When Bhakti enters Food,
Food becomes Prasad.

When Bhakti enters Hunger,
Hunger becomes Fast.

When Bhakti enters Water,
Water becomes Charanamrita.

When Bhakti enters Travel,
Travel becomes Pilgrimage.

When Bhakti enters Music,
Music becomes Kirtan.

When Bhakti enters Action,
Action becomes Seva.

When Bhakti enters Man,
Man becomes Bhakta.

Source: The Vedanta Kesari
Dr.Mahesh Chandra Panda

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Theory and Practice of Eco-Yoga

The need of the hour is the practice of Eco-Yoga to save our planet from ecological imbalance. The focus here is on Yama and Niyama which are first two limbs of Patanjali`s Ashtanga Yoga for linking principles of Yoga with Ecosystem.

Yama consists of five self-restraints for living peacefully in society and the environment.

1. Ahimsa ( non-violence )
Just as one does not harm self; one should not harm the rest of creation too. All must co-exist, that no one has a right to kill another, that no one has a right to take away life from any creature.

2. Satya ( truth )
The mind should think thoughts of truth, speak words of truth and the actions should be based upon truth. Ecologic thinking demands that we should lead truthful life in order to facilitate the world to exist, the planet to survive.

3. Asteya ( non-stealing )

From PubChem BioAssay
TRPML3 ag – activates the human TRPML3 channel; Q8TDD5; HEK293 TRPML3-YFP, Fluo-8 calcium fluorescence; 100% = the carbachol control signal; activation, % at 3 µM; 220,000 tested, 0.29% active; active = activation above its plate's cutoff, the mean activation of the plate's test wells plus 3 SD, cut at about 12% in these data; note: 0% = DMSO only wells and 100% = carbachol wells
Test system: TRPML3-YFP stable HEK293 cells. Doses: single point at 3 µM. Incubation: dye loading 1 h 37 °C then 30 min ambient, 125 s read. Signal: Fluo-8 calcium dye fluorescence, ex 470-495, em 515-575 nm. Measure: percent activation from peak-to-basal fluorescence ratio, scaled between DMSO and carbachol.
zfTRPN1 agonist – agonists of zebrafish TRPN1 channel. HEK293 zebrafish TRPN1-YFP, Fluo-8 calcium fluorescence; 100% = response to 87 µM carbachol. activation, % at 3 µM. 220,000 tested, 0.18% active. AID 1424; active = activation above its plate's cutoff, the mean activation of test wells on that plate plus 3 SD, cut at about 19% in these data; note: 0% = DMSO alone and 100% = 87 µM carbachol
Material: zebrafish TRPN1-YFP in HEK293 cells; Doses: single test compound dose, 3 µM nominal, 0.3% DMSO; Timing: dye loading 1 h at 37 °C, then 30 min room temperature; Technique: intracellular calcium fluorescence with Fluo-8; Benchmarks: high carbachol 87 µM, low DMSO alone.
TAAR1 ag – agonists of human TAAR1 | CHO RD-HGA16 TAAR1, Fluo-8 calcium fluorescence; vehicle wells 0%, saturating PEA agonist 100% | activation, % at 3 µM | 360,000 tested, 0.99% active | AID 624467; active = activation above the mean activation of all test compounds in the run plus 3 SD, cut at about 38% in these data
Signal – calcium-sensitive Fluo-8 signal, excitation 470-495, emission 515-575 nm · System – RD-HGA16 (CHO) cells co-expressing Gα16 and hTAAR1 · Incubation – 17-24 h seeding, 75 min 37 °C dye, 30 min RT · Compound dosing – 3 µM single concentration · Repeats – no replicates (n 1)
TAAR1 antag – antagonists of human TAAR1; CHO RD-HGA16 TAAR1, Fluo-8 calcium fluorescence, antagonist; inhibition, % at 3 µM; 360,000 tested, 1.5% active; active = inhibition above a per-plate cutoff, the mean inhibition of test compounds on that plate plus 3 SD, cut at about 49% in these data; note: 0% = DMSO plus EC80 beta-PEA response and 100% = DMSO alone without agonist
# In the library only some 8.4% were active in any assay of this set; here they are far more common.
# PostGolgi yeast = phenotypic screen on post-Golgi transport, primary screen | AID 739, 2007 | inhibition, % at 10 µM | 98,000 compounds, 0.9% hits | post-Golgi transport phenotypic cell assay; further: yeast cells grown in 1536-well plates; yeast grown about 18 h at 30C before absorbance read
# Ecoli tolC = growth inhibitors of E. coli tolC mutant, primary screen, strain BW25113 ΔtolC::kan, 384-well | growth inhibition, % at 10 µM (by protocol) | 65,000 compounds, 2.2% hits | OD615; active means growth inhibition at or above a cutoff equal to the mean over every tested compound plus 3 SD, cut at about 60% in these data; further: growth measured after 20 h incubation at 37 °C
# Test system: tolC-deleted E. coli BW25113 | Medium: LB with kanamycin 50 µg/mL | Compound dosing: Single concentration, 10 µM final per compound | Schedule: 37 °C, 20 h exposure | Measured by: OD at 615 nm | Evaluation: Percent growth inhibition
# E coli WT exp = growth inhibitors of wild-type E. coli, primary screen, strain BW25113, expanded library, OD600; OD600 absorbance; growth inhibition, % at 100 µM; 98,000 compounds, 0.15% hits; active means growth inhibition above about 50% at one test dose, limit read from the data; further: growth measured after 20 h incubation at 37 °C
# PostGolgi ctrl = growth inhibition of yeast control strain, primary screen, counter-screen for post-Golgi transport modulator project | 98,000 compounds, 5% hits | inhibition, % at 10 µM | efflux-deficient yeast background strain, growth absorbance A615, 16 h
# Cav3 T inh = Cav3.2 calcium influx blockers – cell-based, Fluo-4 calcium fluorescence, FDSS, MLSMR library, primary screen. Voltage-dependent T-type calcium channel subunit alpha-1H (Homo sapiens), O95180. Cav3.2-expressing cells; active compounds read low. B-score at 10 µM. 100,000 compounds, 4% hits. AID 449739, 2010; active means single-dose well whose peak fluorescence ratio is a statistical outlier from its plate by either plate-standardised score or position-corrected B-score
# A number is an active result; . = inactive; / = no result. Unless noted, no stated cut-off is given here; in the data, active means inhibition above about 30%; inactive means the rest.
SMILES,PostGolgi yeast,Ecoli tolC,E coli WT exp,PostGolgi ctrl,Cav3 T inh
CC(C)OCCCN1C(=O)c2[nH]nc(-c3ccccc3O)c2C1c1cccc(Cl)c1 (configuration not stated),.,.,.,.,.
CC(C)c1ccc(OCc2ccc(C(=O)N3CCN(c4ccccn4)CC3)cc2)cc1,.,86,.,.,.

Asteya or non-stealing includes not only taking what belongs to another without permission, but also using something for a different purpose to that intended. By this principle we can avoid conspicuous consumption and needless wasting of food & water and learn to use our surplus to improve the living standards of less fortunate and deprived sections of society.

4. Brahmacharya ( celibacy )
Brahmacharya lays stress on continence of the body, speech and mind. The moral aspects of Brahmacharya can be practiced in one`s daily living whether one is a bachelor or married and living the life of a householder. The practitioner conserves the energy and utilizes for loka kalyana (wellbeing of the world).

5. Aparigraha ( non-hoarding )
One should not hoard or collect thing that one does not require or need to possess. This kind of thinking and conscious living will establish harmony between us and nature. Eco-yoga thinking demands that we help replenish our planet`s resources.

Niyama has five rules for one`s inner development.

1. Shaucha ( purity )
Purity of body is essential for well-being; the physical cleansing of the body as well as the cleansing of the mind of its disturbing emotions. The pure mind eliminates pollution in our own life. If we are clean in our thinking, free from all kinds of evil thoughts, it will automatically reflect in our environment.

2. Santosha ( contentment )
It is essential to develop the ability to withstand daily problems without being deeply affected, to be contented no matter what circumstances beset one. Contentment maintains balance between man and nature.

3. Tapas ( contemplation )
Tapa (contemplation) in Eco-Yogic thinking enlightens us. As we contemplate and ponder over existence and meaning of life, it will create consciousness in us to see the beauty of existence and meaningful co-existence with nature.

4. Swadhyaya ( self-study )
Swadhyaya is the education of self by proper study. Proper study of nature is the proper study of man and his environment. Understanding our body-mind complex will enhance our understanding of our own environment.